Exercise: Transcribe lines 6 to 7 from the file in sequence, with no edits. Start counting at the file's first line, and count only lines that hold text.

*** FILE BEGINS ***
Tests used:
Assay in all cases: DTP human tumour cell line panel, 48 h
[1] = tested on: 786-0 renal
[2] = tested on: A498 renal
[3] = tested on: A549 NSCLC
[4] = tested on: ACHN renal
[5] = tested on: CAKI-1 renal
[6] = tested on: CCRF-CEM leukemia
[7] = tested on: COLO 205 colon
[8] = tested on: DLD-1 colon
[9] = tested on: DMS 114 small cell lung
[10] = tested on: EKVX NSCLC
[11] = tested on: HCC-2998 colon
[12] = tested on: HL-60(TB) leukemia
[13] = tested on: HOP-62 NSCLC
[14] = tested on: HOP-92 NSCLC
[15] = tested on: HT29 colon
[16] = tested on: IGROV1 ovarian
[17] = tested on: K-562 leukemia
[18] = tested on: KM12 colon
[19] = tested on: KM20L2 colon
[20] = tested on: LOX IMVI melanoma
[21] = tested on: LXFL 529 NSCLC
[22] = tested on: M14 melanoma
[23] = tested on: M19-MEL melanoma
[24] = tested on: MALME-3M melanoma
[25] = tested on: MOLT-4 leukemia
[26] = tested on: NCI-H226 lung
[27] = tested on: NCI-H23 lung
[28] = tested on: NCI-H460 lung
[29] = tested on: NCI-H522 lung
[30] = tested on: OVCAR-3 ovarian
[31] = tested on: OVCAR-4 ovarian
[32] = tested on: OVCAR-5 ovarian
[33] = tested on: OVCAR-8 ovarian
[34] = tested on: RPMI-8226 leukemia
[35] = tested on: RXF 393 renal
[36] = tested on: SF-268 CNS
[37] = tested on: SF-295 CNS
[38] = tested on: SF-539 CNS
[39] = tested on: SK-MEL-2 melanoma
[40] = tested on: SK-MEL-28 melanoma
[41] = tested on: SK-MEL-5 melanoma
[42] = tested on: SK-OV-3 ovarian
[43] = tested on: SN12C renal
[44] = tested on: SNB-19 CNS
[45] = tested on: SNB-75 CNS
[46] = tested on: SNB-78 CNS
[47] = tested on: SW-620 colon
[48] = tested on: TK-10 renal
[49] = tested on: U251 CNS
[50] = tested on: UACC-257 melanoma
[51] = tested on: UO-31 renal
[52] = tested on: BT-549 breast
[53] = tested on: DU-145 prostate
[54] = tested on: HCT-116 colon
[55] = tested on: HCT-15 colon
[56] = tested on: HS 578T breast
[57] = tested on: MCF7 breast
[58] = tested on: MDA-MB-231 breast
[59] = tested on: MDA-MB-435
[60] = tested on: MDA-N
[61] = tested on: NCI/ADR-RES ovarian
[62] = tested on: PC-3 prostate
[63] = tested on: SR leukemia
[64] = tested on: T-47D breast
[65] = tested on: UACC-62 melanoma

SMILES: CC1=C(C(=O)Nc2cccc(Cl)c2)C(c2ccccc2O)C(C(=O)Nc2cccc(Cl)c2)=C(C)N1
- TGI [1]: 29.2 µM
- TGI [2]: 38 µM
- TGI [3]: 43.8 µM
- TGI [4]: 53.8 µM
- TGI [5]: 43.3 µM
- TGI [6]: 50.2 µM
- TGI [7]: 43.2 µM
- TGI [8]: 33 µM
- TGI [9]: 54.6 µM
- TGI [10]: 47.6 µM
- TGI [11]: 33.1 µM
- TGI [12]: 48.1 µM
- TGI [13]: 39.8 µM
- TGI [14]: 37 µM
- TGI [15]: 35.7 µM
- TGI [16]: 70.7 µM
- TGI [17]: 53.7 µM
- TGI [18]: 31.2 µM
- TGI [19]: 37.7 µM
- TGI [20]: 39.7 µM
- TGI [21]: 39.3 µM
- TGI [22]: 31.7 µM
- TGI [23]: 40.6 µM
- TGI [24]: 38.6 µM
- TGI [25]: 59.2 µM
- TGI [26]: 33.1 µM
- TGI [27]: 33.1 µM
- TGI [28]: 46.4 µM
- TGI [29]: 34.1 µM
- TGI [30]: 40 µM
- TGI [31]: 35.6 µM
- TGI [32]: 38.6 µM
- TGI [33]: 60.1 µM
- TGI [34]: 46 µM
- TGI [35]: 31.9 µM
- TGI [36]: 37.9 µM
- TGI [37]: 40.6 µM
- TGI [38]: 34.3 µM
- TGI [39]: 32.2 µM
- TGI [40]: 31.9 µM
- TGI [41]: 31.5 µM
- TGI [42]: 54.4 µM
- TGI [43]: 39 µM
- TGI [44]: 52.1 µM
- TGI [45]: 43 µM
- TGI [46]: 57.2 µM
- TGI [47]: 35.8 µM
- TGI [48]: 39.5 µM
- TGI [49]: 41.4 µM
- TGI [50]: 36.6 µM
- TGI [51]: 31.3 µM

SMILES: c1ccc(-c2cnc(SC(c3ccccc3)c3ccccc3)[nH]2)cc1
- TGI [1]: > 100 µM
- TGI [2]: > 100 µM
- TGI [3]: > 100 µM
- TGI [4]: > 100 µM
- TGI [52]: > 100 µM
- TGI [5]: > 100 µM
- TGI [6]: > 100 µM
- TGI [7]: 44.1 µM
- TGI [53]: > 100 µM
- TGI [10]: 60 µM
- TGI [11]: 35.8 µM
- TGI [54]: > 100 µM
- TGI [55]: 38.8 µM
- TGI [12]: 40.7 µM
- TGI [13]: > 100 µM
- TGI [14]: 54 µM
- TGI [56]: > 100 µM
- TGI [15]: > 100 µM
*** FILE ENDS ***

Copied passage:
[4] = tested on: ACHN renal
[5] = tested on: CAKI-1 renal